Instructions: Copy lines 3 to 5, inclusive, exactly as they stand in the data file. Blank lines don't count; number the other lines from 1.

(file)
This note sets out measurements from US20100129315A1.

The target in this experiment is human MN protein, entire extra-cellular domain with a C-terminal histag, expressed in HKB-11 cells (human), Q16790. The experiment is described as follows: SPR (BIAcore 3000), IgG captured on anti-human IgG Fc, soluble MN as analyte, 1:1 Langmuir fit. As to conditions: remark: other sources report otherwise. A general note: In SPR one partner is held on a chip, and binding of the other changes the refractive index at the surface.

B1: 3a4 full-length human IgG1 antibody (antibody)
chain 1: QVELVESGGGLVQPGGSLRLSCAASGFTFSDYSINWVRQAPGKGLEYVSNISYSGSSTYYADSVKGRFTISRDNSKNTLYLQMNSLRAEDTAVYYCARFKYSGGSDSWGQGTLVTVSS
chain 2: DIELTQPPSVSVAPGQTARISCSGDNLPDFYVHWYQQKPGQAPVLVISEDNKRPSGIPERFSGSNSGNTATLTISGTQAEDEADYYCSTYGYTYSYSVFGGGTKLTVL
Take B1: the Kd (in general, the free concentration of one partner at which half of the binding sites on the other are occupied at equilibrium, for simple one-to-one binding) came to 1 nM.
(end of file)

B1: 3a4 full-length human IgG1 antibody (antibody)
chain 1: QVELVESGGGLVQPGGSLRLSCAASGFTFSDYSINWVRQAPGKGLEYVSNISYSGSSTYYADSVKGRFTISRDNSKNTLYLQMNSLRAEDTAVYYCARFKYSGGSDSWGQGTLVTVSS
chain 2: DIELTQPPSVSVAPGQTARISCSGDNLPDFYVHWYQQKPGQAPVLVISEDNKRPSGIPERFSGSNSGNTATLTISGTQAEDEADYYCSTYGYTYSYSVFGGGTKLTVL